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Milliken's Bend - Honoring the contributions of black soldiers during the Civil War
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Harpers Weekly

These are images are extracted from a periodical published in the 1800's.

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The Plantation Police or Home Guard. Examining negro passes on the levee road below New Orleans. LA
The Plantation Police, or Patrol; was an institution particular to the Slave States. It was a semi-military organization, raised and supported by the planters, but recognized by the old State authorities. Their principal duty was to visit the various plantations and patrol the roads at night, arresting all Negroes and others not having proper passes. The war, the President's proclamation, and the actual possession of most of the State of Louisiana by the Federal Authorities, rendered these patrols doubly rigorous. Some of the Negroes submitted reluctantly. The colored man in the foreground is a specimen of this class. He seems to yield to the superior force of a tottering power, satisfied that his day is at hand: others show the obsequious, submissive stamp-the Negro satisfied with his lot if he is clothed and fed. (458K)
 Image 01.jpg (245512 bytes) The Twentieth United States Colored Troops receiving their colors on Union Square, March 4,  1914 (240K)
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Assault of the Second Louisiana Colored regiment on the Confederate Works at Fort Hudson.
The Battle of Fort Hudson was a severe and well-fought action. The  Federal troops displayed their usual bravery, and were well handled by General Banks, driving the enemy to his second line of works, Of the Negro regiments General banks, in his official report, says :"They answered every expectation. Their conduct was heroic. No troops could be more determined or more daring. They made during the day three charges upon he batteries of the enemy, suffering very heavy losses, and holding their position at nightfall with the other troops o the right of our line. The highest commendation is bestowed upon them by all officers in the command on the right. Whatever doubt may have existed heretofore as to the efficiency of organizations of this character, the history of this day proves conclusively to those who were in a condition to observe the conduct of these regiments that the Government will find in this class of troops effective supporters and defenders. The severe test to which they were subjected, and the determined manner with which they encountered the enemy leave upon my mind no doubt of their ultimate success. They require only good officers, commands of limited numbers, and careful discipline to make them excellent soldiers." (522K)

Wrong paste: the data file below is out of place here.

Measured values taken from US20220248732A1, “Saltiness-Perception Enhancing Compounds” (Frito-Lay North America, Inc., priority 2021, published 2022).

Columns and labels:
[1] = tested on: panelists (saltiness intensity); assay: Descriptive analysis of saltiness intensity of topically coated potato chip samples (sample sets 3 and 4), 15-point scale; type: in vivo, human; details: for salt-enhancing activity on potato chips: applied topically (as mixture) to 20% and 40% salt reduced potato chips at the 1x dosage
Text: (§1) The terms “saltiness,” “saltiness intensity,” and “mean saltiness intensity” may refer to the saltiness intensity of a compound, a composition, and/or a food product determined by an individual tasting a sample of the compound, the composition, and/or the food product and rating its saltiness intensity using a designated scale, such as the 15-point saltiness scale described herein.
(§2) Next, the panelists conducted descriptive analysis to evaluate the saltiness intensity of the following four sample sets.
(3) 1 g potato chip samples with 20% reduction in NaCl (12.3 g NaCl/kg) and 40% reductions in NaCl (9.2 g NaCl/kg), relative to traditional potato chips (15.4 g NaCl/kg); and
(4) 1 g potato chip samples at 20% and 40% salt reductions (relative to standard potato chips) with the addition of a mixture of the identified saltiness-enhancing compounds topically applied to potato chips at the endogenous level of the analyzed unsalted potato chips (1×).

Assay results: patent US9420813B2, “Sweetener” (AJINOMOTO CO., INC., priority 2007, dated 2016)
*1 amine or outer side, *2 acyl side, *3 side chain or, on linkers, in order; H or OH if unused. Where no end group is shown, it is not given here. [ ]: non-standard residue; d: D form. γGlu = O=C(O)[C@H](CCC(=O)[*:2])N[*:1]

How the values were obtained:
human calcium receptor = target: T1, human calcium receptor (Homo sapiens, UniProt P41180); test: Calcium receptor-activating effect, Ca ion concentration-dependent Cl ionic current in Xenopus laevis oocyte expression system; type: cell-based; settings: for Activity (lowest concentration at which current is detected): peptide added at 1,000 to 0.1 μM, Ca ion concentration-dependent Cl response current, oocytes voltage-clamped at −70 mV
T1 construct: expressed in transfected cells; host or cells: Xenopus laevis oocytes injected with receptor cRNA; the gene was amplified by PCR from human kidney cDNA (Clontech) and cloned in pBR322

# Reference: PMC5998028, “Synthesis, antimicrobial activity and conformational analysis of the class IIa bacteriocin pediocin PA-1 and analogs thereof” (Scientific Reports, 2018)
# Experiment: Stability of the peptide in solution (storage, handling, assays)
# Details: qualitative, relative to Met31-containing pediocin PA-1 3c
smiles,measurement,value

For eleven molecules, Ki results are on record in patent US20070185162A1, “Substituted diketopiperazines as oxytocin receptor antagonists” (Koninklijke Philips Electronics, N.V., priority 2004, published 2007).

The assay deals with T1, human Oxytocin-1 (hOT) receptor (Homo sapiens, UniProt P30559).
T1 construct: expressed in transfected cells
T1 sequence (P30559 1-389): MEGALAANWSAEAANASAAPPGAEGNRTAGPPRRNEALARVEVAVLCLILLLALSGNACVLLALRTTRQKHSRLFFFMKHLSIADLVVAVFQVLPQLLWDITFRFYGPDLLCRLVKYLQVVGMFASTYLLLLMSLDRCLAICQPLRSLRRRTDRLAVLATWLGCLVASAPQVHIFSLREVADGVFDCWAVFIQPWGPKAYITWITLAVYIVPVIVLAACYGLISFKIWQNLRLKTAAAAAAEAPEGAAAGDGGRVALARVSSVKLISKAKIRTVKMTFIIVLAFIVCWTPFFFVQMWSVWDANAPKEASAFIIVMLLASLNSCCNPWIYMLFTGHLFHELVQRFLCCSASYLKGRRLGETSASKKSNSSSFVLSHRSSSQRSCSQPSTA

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Morning mustering of the "Contrabands" at Fortress Monroe, on their way to their day's work.  
As a living illustration of one of the aspects of the Civil War, a sketch is given above of the contrabands  "Niggers" going to their daily work at the Fortress Monroe. The variety of the Ethiopian countenance is capitally given, and while some remind us of the merry phiz of George Christy in his sable mood, others wear the ponderous gravity of a New Jersey justice. The colored men had a comparatively pleasant time under their state of contraband existence. (471K)
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The War in Virginia - Contrabands coming into the Federal Camp
The Negro furnishes, in his various phase of existence, wonderful studies for the artist and philosopher. Never, perhaps, has a race seen such a moment as during the Civil War, when the chains of bondage were breaking from the limbs of 4,000,000 of men. The distant roar of battle was to them a sound of deliverance. with all the uncouth, odd and queer manifestations of joy they prepared to reach the camp of the delivering Yanks. Yoking together most incongruous teams before the farm wagons of their fled masters, with ass and ox and horse, with household gear queerly assorted, with useless truck and little that could rarely serve them, they started for the Promised Land, and might often have been seen coming in as our artist, a most close student of nature, depicted them, with his usual felicity of portraiture. (461K)



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